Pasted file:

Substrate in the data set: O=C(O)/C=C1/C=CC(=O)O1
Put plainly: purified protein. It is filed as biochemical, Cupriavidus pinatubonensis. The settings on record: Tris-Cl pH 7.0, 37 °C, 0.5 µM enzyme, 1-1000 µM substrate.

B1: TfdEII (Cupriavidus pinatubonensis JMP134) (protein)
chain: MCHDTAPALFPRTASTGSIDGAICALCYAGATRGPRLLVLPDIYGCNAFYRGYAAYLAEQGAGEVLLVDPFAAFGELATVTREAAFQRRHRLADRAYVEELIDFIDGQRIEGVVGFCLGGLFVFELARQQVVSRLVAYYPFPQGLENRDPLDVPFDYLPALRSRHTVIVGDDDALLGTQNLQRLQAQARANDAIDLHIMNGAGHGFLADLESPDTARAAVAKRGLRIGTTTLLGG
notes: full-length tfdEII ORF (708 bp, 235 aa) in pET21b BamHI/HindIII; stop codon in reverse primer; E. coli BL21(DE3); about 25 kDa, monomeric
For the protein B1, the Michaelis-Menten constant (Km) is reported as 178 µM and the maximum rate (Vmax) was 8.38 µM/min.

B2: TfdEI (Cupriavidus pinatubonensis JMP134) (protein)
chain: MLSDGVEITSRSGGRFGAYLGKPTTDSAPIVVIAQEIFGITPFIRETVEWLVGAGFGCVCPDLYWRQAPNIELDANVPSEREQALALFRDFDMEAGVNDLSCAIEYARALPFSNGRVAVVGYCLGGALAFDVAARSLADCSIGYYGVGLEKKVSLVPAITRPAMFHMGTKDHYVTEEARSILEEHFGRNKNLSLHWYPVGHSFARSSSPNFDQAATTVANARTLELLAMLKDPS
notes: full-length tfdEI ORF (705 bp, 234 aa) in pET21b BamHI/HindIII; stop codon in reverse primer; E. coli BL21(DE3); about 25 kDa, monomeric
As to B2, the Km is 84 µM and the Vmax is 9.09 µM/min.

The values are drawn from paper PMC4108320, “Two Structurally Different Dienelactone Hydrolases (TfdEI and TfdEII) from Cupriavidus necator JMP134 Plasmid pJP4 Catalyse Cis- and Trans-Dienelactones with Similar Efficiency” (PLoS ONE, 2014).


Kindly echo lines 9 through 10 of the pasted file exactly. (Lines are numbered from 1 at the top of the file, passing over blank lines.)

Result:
notes: full-length tfdEI ORF (705 bp, 234 aa) in pET21b BamHI/HindIII; stop codon in reverse primer; E. coli BL21(DE3); about 25 kDa, monomeric
As to B2, the Km is 84 µM and the Vmax is 9.09 µM/min.